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As numerous stand-up comedians have observed over the years, one of the least explainable developments in banking history is the addition of Braille on drive-up ATMs. Assuming the driver of the car would be the same person conducting the banking transaction, one does have to wonder why banks would even bother putting braille lettering on such a machine in the first place. If a sighted driver is acting as an intermediary for a blind passenger, Braille would still not be necessary.
There are actually a few reasons why banks put Braille on drive-up ATMs. One reason is concerns over customer privacy. If an automatic teller machine were programmed to "talk" to visually impaired customers electronically, bystanders with evil intent might overhear private information such as personal identification numbers, account balances and account numbers. The actual number of times a visually impaired customer might actually walk up to a drive up ATM to conduct business may be low, but banks cannot be too careful when it comes to protecting private information.
Another reason banks put Braille on drive-up ATMs is to satisfy federal regulations regarding accommodations for the handicapped. Under these laws, public institutions are required to make most if not all of their services accessible by the visually, hearing and physically impaired.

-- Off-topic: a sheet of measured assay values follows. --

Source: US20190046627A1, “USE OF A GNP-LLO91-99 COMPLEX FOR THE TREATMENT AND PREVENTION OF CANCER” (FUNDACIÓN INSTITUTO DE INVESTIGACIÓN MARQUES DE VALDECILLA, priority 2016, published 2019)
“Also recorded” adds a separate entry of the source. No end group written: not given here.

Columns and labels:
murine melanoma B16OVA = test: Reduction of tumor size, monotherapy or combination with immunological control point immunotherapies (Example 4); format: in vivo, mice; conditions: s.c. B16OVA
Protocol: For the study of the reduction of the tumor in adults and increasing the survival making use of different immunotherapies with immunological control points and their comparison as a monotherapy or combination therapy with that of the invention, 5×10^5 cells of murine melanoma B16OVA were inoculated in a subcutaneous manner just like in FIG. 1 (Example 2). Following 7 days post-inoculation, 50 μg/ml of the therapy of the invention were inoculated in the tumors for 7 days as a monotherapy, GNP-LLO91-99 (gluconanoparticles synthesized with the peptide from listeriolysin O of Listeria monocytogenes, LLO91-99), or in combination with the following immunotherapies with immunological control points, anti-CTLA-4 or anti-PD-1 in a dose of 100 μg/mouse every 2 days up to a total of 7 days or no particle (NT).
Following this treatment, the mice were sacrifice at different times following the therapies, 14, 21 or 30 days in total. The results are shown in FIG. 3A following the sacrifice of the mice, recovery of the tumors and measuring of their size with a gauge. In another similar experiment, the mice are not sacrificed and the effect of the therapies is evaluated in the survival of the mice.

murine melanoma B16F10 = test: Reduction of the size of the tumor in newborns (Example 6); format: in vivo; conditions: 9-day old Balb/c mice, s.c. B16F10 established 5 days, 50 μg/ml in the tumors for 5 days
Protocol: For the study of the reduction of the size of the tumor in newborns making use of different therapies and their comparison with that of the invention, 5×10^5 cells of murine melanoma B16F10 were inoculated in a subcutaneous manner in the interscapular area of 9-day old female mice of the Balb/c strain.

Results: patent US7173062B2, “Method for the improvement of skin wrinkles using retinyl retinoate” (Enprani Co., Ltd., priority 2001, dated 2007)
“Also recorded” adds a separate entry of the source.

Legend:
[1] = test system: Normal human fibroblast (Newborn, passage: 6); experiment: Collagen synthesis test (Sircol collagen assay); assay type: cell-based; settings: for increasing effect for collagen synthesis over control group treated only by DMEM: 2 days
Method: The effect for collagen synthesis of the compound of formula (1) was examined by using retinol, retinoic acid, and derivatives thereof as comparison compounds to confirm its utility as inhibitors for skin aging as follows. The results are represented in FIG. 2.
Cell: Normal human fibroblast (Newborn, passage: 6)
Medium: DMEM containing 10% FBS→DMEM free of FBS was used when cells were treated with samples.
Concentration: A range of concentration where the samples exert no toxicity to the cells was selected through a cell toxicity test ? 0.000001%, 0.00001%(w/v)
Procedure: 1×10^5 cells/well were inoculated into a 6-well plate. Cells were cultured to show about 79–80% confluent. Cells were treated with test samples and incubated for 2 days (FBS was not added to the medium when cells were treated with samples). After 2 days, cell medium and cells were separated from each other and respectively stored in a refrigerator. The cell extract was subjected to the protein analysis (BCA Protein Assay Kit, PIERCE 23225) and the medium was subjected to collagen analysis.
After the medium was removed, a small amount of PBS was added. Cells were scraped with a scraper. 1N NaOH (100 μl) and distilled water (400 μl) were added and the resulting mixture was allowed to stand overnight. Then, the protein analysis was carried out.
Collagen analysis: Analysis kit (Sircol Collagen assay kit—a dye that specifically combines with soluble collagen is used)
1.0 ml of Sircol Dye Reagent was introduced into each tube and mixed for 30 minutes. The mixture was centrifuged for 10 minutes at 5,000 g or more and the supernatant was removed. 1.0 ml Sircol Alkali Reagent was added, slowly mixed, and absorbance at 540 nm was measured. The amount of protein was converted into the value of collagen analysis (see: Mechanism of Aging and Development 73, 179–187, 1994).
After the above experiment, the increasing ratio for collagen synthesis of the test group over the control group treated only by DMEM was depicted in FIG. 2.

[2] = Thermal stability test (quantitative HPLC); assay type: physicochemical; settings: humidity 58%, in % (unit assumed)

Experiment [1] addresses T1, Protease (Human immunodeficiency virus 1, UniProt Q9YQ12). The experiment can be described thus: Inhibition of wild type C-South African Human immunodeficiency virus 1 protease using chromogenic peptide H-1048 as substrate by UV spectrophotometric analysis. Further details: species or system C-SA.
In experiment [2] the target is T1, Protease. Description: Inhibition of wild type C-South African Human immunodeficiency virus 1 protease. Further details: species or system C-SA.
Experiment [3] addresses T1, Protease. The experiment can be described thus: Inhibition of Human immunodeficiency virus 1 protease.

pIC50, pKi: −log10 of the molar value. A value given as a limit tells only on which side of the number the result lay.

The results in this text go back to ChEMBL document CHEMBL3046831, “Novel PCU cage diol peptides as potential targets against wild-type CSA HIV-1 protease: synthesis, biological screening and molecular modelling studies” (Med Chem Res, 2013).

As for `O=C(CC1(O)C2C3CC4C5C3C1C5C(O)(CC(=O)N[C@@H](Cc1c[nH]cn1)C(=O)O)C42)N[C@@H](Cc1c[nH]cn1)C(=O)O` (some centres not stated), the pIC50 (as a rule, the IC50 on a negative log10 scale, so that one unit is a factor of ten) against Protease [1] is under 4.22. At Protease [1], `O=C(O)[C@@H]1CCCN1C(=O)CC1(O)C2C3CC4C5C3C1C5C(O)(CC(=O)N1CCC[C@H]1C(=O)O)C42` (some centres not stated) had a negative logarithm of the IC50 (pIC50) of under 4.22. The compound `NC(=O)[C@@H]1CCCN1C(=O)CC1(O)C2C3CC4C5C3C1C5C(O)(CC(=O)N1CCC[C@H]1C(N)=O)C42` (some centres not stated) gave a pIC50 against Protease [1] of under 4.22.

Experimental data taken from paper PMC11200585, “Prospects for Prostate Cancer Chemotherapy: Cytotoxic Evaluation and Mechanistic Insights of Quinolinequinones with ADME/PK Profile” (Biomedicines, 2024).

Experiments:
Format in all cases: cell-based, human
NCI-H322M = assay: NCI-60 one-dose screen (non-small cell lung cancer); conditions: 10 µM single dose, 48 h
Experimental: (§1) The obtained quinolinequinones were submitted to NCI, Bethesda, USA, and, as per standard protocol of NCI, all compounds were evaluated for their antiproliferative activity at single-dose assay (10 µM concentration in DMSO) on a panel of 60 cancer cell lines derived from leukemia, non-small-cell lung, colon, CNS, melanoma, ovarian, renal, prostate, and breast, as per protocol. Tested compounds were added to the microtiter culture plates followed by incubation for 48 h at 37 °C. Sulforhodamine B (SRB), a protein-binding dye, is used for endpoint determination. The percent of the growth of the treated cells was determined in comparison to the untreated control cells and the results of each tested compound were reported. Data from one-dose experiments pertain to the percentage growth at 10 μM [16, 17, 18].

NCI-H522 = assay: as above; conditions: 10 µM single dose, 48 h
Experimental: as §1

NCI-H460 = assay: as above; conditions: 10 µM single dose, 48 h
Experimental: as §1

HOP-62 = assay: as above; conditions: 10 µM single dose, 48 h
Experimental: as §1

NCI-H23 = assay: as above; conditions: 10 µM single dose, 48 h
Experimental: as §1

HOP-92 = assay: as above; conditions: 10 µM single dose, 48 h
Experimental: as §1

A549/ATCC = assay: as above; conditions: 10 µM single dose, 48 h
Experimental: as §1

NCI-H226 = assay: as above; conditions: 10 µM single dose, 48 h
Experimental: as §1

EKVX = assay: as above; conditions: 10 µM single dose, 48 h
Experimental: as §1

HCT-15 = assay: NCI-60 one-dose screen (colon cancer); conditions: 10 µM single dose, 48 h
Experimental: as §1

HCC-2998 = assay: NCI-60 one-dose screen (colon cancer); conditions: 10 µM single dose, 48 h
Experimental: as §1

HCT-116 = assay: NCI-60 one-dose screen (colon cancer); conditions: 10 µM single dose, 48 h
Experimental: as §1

In the case of drive up ATMs, the Braille lettering may be considered all but superfluous, but it does satisfy the letter of the Americans with Disabilities Act. Blind customers would have the ability to read the numbers on the machines, although few ATMs actually provide much assistance beyond that. The information on the ATM monitor, for example, cannot be read by a blind customer without outside assistance.
There is every possibility a new generation of automatic banking machines will incorporate truly useful accommodations for the visually impaired, but for now the best any bank can do is provide Braille lettering on all their ATMs, whether or not a visually impaired customer chooses to use them. Accommodations made to satisfy federal regulations are not necessarily required to be practical, just available. Banks which fail to provide such modifications for customers with disabilities may find themselves vulnerable to lawsuits and fines, so the safest solution is to provide Braille on drive-up ATMs.